We invite you to submit any written relevant data, views, or arguments regarding this proposed AD. Send your comments to an address listed under ADDRESSES. Include “Docket No. FAA-2005-20627; Directorate Identifier 2004-NM-39-AD” in the subject line of your comments. We specifically invite comments on the overall regulatory, economic, environmental, and energy aspects of the proposed AD. We will consider all comments submitted by the closing date and may amend the proposed AD in light of those comments.

We will post all comments we receive, without change, to http://dms.dot.gov, including any personal information you provide. We will also post a report summarizing each substantive verbal contact with FAA personnel concerning this proposed AD. Using the search function of that Web site, anyone can find and read the comments in any of our dockets, including the name of the individual who sent the comment (or signed the comment on behalf of an association, business, labor union, etc.). You may review DOT's complete Privacy Act Statement in the Federal Register published on April 11, 2000 (65 FR 19477-78), or you may visit http://dms.dot.gov.

Examining the Docket

You can examine the AD docket on the Internet at http://dms.dot.gov, or in person at the Docket Management Facility office between 9 a.m. and 5 p.m., Monday through Friday, except Federal holidays. The Docket Management Facility office (telephone (800) 647-5227) is located on the plaza level of the Nassif Building at the DOT street address stated in the ADDRESSES section. Comments will be available in the AD docket shortly after the DMS receives them.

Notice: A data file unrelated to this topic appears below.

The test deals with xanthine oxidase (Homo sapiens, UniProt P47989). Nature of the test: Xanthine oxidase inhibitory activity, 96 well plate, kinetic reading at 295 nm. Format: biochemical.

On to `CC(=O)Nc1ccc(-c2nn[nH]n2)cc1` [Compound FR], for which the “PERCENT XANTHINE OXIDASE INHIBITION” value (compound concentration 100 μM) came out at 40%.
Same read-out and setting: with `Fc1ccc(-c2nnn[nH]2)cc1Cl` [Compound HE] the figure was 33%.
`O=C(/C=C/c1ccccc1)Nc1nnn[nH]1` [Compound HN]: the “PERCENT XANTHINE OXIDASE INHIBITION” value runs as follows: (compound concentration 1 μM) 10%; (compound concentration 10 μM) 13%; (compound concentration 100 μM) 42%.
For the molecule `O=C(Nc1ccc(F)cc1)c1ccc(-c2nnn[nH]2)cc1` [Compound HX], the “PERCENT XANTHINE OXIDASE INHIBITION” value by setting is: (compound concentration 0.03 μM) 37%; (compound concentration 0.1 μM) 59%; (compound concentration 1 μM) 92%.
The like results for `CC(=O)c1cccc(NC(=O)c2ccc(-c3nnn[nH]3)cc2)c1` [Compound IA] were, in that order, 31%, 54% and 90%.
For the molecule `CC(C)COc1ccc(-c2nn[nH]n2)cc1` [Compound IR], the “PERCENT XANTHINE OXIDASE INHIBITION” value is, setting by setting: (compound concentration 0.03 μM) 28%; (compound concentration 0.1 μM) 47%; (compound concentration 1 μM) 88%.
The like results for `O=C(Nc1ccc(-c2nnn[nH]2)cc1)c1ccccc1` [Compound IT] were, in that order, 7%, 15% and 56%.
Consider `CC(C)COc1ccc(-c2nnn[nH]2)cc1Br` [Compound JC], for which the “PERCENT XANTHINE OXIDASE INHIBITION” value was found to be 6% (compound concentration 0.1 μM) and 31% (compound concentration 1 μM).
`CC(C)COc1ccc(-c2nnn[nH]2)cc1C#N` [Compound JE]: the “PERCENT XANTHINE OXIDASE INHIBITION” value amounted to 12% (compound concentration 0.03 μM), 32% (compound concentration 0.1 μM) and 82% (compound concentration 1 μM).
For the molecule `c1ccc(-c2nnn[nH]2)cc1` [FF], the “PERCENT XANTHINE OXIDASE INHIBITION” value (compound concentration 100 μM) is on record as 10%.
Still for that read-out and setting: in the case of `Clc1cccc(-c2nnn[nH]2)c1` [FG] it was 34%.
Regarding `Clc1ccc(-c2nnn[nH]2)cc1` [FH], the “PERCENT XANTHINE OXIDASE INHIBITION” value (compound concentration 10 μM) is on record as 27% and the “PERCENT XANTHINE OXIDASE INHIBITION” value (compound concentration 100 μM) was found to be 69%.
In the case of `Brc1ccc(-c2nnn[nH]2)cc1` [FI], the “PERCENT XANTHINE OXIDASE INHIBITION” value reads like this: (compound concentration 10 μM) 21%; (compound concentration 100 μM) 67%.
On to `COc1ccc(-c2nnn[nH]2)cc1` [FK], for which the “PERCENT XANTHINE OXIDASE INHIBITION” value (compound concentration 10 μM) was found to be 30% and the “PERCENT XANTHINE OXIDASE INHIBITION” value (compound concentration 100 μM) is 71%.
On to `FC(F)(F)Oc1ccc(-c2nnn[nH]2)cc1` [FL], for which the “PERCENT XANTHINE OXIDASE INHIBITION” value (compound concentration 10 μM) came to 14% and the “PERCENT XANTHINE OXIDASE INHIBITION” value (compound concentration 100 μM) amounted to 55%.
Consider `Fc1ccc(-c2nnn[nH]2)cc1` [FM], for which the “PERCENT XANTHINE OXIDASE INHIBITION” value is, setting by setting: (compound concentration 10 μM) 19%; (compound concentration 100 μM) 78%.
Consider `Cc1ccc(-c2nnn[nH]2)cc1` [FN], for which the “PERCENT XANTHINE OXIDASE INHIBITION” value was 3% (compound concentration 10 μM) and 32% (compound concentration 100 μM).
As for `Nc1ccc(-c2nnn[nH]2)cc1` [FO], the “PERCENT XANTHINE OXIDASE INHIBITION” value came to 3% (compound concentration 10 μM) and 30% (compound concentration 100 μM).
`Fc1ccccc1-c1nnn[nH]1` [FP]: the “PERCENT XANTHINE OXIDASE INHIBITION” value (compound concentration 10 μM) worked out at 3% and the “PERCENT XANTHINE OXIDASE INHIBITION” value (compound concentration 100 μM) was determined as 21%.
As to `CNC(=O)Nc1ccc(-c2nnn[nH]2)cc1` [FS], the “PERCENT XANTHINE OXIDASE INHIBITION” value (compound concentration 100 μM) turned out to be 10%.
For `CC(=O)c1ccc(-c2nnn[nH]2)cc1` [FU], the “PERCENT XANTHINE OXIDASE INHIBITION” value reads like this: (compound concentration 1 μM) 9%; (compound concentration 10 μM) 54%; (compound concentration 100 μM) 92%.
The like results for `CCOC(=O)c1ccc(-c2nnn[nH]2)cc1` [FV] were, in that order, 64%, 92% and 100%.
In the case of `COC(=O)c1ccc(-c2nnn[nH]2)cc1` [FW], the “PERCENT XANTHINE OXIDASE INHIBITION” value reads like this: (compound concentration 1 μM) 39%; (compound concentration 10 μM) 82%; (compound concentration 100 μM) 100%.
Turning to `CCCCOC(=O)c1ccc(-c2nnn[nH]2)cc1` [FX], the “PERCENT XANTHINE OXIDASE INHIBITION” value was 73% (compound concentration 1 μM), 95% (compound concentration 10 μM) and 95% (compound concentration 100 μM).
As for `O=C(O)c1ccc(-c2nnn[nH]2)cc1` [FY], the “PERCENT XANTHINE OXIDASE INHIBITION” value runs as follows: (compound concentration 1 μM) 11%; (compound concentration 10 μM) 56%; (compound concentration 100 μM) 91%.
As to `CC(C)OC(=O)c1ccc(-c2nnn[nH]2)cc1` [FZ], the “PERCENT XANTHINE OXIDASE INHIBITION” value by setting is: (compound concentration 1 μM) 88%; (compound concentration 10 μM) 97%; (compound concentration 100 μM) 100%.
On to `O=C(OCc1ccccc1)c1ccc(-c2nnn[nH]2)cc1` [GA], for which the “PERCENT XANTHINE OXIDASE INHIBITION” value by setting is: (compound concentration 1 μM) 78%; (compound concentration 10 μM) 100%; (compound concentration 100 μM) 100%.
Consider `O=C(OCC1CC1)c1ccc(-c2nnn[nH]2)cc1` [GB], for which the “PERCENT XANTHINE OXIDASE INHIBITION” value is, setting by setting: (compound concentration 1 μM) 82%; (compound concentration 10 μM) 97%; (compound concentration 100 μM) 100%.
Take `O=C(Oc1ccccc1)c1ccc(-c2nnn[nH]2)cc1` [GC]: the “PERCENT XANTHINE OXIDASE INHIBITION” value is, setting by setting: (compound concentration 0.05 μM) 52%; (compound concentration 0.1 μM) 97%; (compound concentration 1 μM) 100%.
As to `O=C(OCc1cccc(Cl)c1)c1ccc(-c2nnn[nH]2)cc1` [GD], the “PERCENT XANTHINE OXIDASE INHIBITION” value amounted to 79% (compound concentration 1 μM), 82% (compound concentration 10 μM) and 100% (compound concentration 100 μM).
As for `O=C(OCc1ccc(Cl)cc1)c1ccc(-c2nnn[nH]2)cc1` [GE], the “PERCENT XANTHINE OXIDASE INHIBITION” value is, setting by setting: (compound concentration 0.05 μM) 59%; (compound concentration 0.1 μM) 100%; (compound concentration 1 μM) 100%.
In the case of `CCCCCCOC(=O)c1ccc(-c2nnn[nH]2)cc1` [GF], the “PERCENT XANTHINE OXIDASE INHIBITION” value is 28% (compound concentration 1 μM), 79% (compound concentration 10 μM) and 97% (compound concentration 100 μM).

Discussion

We have received a report indicating that five operators have found seven cracks in the lower lobe fuselage skin on Boeing Model 737-200 series airplanes. All cracks originated at the countersunk rivet holes adjacent to the radio altimeter cutouts at body stations (BSs) 430 and 450, and were located at buttock line (BL) 0. The cracks were from 0.375 inch to 5.25 inches in length. One operator reported two cracks on the same airplane: a 2-inch crack running aft of BS 431, and a 2.125-inch crack running forward of BS 449. The two cracks were growing toward each other from two adjacent cutouts. The cracks propagate by normal fatigue due to operating loads (pressure). Cracking of the countersunk rivet holes, if not detected and corrected, could result in cracks in the lower lobe fuselage skin reaching critical length for residual strength, and consequent rapid depressurization of the cabin.

The fuselage skin configuration on certain Model 737-200 series airplanes is almost identical to that on certain Model 737-100, -200C, -300, -400, and -500 series airplanes. Therefore, all of these models may be subject to the same unsafe condition.

Relevant Service Information

We have reviewed Boeing Special Attention Service Bulletin 737-53-1230, dated June 13, 2002. This service bulletin describes procedures for doing an eddy current inspection for cracks of the surface area around the countersunk rivet holes in the lower lobe, adjacent to the radio altimeter cutouts at BL 0, between BS 390 and BS 450. This inspection is done with the fasteners installed.